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Dominic A. Harris, Abigail J. Fong, Edward P. Buchanan, Laura Monson, David Khechoyan, and Sandi Lam

S urgeons have long searched for an ideal material to use in skull reconstruction. Ideally, it should be widely available, low in cost, and easy to mold during surgery, yet strong and durable in its final form. 14 , 30 While autologous bone is widely used and favored in contemporary reconstructive procedures, synthetic alternatives have been used throughout history and are necessary in current practice for select cases when autograft reconstruction is not an option (such as cases with severe bony comminution, bone graft resorption, infection, and limited

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Visish M. Srinivasan, Brent R. O'Neill, Diana Jho, Donald M. Whiting, and Michael Y. Oh

Alexander Monro secundus. Monro's understanding of CSF dynamics and flow paved the way for the explorations of CSF drainage in the following century. Image courtesy of the NIH/National Library of Medicine. The histories of hydrocephalus 29 and third ventriculostomy 58 have been recently reviewed. External ventricular drainage, one of the most common neurosurgical procedures, has a long and rich history that has not been previously examined. External ventricular drainage was first documented by Claude-Nicolas Le Cat (1700–1768) in October 1744. 25 He performed a

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Srinivas Chivukula, Ramesh Grandhi, and Robert M. Friedlander

substances and techniques used in early neuroanesthesia until the discovery of ether and chloroform in the 19th century. Because no history of neuroanesthesia can be told without the associated surgical context (and vice versa), we also discuss the relevant neurosurgical advances that paralleled the refinements and developments in anesthesia over the ages. F ig . 1. Removal of a head and neck tumor by Dr. John C. Warren from a patient, Edward G. Abbott, under the influence of ether anesthesia in the “Ether Dome” amphitheater at the Massachusetts General Hospital on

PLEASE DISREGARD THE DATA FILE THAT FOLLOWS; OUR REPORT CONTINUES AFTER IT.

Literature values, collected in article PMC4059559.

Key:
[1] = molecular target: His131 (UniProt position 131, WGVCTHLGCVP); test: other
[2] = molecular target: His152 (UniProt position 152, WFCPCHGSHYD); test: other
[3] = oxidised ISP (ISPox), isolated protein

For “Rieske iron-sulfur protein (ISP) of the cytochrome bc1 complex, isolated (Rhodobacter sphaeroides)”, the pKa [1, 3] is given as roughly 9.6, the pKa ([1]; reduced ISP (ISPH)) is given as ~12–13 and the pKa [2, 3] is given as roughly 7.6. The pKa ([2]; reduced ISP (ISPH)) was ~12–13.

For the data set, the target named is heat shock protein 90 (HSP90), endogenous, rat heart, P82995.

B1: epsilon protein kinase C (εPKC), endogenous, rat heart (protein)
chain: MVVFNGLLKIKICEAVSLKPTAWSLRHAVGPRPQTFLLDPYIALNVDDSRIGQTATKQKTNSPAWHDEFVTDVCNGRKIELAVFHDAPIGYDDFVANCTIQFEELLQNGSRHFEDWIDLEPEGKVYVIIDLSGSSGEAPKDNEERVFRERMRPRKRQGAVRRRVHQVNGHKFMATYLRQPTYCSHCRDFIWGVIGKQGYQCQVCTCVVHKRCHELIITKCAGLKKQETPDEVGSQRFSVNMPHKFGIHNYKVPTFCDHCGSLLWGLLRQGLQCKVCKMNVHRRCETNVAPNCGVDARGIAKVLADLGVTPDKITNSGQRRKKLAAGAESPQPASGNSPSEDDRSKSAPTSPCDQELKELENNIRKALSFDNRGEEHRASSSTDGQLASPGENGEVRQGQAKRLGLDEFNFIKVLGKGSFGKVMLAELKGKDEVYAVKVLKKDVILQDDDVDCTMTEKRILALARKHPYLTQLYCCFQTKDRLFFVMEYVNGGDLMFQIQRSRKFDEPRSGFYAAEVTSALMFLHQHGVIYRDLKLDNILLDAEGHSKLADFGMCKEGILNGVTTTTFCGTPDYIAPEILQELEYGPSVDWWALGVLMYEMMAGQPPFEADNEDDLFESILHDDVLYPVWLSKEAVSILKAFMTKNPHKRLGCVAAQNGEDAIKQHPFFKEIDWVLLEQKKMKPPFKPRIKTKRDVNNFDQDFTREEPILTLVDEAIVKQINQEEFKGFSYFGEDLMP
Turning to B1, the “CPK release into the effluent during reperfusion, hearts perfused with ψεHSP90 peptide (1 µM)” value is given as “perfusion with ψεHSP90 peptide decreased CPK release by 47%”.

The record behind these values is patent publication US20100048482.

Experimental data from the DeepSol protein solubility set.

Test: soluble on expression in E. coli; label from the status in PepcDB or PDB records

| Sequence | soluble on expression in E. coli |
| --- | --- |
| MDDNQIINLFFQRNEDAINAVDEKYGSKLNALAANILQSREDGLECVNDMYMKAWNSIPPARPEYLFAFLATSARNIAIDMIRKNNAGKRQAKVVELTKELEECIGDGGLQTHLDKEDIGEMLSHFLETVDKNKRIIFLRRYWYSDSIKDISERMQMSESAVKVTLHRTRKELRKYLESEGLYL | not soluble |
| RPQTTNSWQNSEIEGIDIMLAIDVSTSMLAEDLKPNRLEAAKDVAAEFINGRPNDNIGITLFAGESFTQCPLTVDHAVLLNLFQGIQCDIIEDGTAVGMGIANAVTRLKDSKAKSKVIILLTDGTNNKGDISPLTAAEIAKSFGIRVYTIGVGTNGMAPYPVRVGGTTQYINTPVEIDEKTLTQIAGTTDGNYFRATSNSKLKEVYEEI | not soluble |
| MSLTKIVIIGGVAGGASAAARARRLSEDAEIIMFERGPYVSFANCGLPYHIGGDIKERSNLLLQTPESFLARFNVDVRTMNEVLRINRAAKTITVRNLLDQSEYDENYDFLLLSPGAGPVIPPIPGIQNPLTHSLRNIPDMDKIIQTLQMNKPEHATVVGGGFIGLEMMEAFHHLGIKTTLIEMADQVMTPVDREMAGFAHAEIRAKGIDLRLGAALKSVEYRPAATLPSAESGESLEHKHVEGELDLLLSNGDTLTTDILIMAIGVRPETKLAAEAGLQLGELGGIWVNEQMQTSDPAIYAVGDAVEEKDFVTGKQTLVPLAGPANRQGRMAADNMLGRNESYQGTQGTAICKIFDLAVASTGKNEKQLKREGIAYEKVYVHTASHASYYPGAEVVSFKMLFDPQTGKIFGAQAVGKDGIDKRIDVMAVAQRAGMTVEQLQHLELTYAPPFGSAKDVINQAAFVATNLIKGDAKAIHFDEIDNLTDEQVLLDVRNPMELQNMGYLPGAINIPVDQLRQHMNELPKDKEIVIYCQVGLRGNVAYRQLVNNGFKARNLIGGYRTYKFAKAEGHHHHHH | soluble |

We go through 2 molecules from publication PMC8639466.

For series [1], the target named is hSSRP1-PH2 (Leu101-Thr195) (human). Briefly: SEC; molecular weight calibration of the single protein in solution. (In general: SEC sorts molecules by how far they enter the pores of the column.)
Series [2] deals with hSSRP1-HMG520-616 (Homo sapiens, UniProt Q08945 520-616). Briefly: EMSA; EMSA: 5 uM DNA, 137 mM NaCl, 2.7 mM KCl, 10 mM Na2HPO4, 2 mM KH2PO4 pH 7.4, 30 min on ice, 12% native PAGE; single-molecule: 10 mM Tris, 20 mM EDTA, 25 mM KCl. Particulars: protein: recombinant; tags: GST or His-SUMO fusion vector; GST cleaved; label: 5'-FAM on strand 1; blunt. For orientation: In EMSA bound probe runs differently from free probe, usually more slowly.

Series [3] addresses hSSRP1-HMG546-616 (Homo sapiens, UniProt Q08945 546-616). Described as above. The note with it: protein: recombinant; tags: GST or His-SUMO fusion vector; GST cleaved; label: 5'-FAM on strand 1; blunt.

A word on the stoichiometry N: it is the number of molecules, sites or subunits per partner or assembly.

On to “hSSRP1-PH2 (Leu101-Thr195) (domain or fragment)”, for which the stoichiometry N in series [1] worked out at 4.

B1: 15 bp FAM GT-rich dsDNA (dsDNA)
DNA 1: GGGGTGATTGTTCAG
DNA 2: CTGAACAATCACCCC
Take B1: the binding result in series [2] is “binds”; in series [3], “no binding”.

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Jiro Nudeshima and Takaomi Taira

I n Japan, there has been no neurosurgical treatment for psychiatric disorders since the 1970s. A discussion about this field of functional neurosurgery can often be regarded as dangerous, even today. This is mainly due to the results of aggressive protest events in the 1960s and 1970s in Japan. However, such historical background is not widely known in abroad. In this brief note, we would like to introduce the history of psychosurgery and its consequences in Japan. The Beginning of Psychosurgery in Japan In November 1938, the first psychosurgical procedure in

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Claire Karekezi, Nqobile Thango, Salamat Ahuoiza Aliu-Ibrahim, Hajar Bechri, Espérance Maman You Broalet, Mouna Bougrine, Jebet Beverly Cheserem, Maguette Mbaye, Zarina Ali Shabhay, Nabila Tighilt, Souad Bakhti, and Najia El Abbadi

registered female neurosurgeons, the total being 18, and is ranked third on the continent after Algeria and Morocco. The rest of Africa is still underrepresented, with some countries without a single practicing neurosurgeon, male or female. It is encouraging to see that numbers are rising; Western Africa currently accounts for a total of 14 WIN, and Central Africa and Eastern Africa have 8 and 15, respectively. In this historical review, we provide an overview of the history and current status of women neurosurgeons on the African continent. Methods The study is an audit